Investors recently learned that Klarna, Sweden's buy-now-pay-later (BNPL) company, closed on another round of funding that valued the unicorn at nearly $50 billion, according to Reuters.
The BNPL firm has done a tremendous job of increasing its reach, which includes a rapid expansion into the U.S. market. The competition in the BNPL space is heating up, and Klarna faces stiff competition from competitors, new and old alike. With the company expected to go public soon, here's what you should know.
Klarna, Europe's BNPL company, making a big splash
Klarna is a Swedish bank that started in 2005 with the goal of making online shopping safer and simpler. The company has evolved since then and provides flexible payment solutions for customers, including pay after delivery options and installment plans -- what we now know as buy now, pay later.
The company serves 90 million active customers across the globe and is partnered with 250,000 retailers in 17 different countries. Klarna is known for its pay-in-30 option, which allows customers to pay 30 days after the delivery of an item so they can try it out and decide if they want to return the item.
However, the company's goal isn't to be at the checkout of every website like PayPal. Instead, it wants to "be right at the center of payments, shopping, and banking" according to David Sykes, Head of Klarna U.S. To accomplish this, the company is focused on its Klarna app, which allows customers to track packages, browse products from other retailers, and even earn interest on deposits with the company.
Klarna has been quickly expanding its reach, with a focus on the U.S. market in particular. The company touts 17 million U.S. customers through the end of the first quarter this year, doubling the amount it had the year before. Not only that, but the company is now partnered with one-quarter of the top 100 largest retailers in the U.S.
Competition in the BNPL space is heating up
Klarna finds direct competition from other BNPL companies like Affirm Holdings and Afterpay. Affirm went public in January, and the U.S. BNPL company sported a market cap around $16 billion at Friday's prices. Afterpay, its Australian counterpart, had a market cap around $21 billion.
These BNPL companies are facing competition from older companies that aren't too keen on the idea of losing market share. PayPal, one of the earliest internet payment companies, introduced its Pay in Four product last summer, which allows customers to make four interest-free payments over six weeks.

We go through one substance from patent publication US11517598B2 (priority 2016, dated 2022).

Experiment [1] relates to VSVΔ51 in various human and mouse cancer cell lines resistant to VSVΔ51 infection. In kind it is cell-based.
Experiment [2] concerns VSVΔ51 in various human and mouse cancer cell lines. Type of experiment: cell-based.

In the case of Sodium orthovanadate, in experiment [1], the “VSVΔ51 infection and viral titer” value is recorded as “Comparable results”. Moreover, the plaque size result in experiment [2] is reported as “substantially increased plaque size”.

Visa is another company looking to capitalize on the BNPL trend. The company wants to make installment payment options available to their customers who already have approved lines of credit. Given the threats to its business from Klarna, Affirm, and Afterpay, it's no surprise to see legacy companies looking to adapt.
A valuation that has quadrupled in nine months
Klarna's recent round of funding included the likes of SoftBank, and it gave the fintech a valuation between $40 billion to $50 billion. This valuation would make Klarna one of Europe's most valuable start-ups, Sweden's largest financial company, and a larger entity than some big banks in Europe, including Deutsche Bank and Credit Suisse Group.
The company has seen its valuation skyrocket in its two previous funding rounds. In September, Klarna's valuation was pegged at $11 billion, and in a fundraising round in March, its valuation jumped to $31 billion. Now with a valuation of nearly $50 billion, investors eagerly wait on the sidelines for what could be one of the year's bigger initial public offerings (IPOs).
When will its IPO be?
Sources told Reuters that this most recent round of funding will be Klarna's last before going public. The company has flirted with going public in London, although the regulatory issues involved could push the company to list in New York instead.
Bankers expect that the company will complete an IPO or a merger with a special purpose acquisition company (SPAC), although CEO Sebastian Siemiatkowski said that the SPAC path was highly unlikely. Some speculate that the company may do a direct listing instead. In a traditional IPO, a company will hire underwriters, set an IPO price, and determine how much stock to sell to raise money. A direct listing is when the company lists its shares directly on the public markets without the use of an underwriter and without raising new capital. Since Klarna already raised funds through multiple fundraising rounds, a direct listing may be the more favorable option.
Either way, investors will eagerly await the public debut of Klarna, which could be completed as early as this year, although it could get pushed to 2022. The BNPL space is an interesting space with lots of competition, and it will be interesting to see how things unfold in the coming years.